In Korea, Infrastructure, Consumer Spending, and Opportunities

The National Association of Manufacturers’ Doug Goudie is on a business and trade mission to South Korea. This is the second of his reports. Earlier, here.

This morning we had a breakfast meeting with Kang Man-soo, Chairman of the Presidential Council on National Competitiveness (PCNC) and a senior economic advisor to Korean President Lee. The PCNC – created by President Lee after he took office – is a unique advisory body in Korea, perhaps roughly equivalent to the U.S. Council of Economic Advisors (CEA), with an important difference: foreign business representatives have a place in at the table in the PCNC, while the U.S. CEA is entirely an inter-governmental body. Also, CEA has a wide mandate, while the PCNC is focused on ways Korea’s government can improve competitiveness in the country. Given the neighborhood –- a robust, competitive and fast-growing group of Asia-Pacific economies –- having a body like the PCNC seems a smart move.

It was a very good meeting to begin our visit, and the U.S. delegation utilized the Chairman’s time with us to highlight the benefits of the U.S.-Korea FTA for both American and Korean businesses, farmers, and service providers. The Chairman noted an op-ed in The Wall Street Journal last week stating that Democrats in the U.S. Congress ARE in fact promoting free trade – by not acting on the pending U.S. FTAs with Korea (and Colombia and Panama), Congress is promoting the European Union’s increased free trade with Korea (and Colombia and Panama), as the EU enters and completes more and more bilateral FTAs – first up, with Korea.

Korea forms a strategic “bridge” between Japan and China, and the rest of the Asian economies. As noted earlier, the Korean economy is growing quickly, showing good recovery from the 2008 global recession. I can attest that a great deal of infrastructure work is under way in Seoul and elsewhere – bridges are being built, rail lines being extended, new high-rises are rising high. I can also attest – after strolling through some of the largest markets in Seoul this afternoon – the Korean people are out in droves buying lots of consumer goods. This market is an excellent place for U.S. manufactured goods exports.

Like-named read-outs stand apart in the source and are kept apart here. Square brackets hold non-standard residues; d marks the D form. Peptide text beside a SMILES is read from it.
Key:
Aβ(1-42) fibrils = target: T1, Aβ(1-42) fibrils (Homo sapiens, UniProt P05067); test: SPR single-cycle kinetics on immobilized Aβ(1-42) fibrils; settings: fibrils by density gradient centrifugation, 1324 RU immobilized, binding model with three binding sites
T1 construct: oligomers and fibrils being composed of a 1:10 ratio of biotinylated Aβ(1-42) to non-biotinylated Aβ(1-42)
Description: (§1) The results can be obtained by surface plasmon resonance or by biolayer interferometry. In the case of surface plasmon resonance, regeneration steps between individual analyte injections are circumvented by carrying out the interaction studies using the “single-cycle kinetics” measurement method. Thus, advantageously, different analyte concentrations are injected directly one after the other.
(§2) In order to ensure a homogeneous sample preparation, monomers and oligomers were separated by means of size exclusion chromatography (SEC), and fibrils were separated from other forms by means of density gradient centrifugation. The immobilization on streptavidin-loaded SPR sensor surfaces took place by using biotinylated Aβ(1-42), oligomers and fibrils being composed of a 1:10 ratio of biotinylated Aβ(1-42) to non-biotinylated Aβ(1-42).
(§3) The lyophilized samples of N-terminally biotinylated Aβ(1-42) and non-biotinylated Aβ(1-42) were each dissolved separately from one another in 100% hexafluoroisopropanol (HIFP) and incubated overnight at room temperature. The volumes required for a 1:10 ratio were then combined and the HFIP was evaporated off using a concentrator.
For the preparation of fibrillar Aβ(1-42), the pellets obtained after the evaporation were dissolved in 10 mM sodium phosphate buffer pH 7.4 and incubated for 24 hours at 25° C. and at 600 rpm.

Gaining duty-free access to Korea’s large and growing market, along with the strong investment and Intellectual Property Rights (IPR) protections and removal of non-tariff barriers, is the benefit of passing the KORUS trade agreement. Once U.S. manufacturers have access to this market, we can compete directly in the rest of the Asia-Pacific region with some of our largest competitors. I’ve noted here before that, while the U.S. and EU exported about the same total to Korea in 2008- both over $30 billion – the EU exported $10 billion MORE in manufactured goods than the United States, and that gap is widening. That gap continues to widen every month that the EU has its agreement in force, and we do not.

Competitiveness is a word used very broadly, and with many different meanings. The NAM, in our recently released manufacturing strategy, has called for the United States to pursue comprehensive reforms that will make us the most competitive manufacturing location on earth – the best place to build products, research products, innovate new products, and locate headquarters. Competitiveness involves smart policies on tax, energy, education and training, legal reforms, reduction of regulatory burdens – and commitments to opening new markets for U.S. products. We might start by finalizing the discussions on autos and beef in Seoul on November 11, and then sending the KORUS FTA to Congress for approval.

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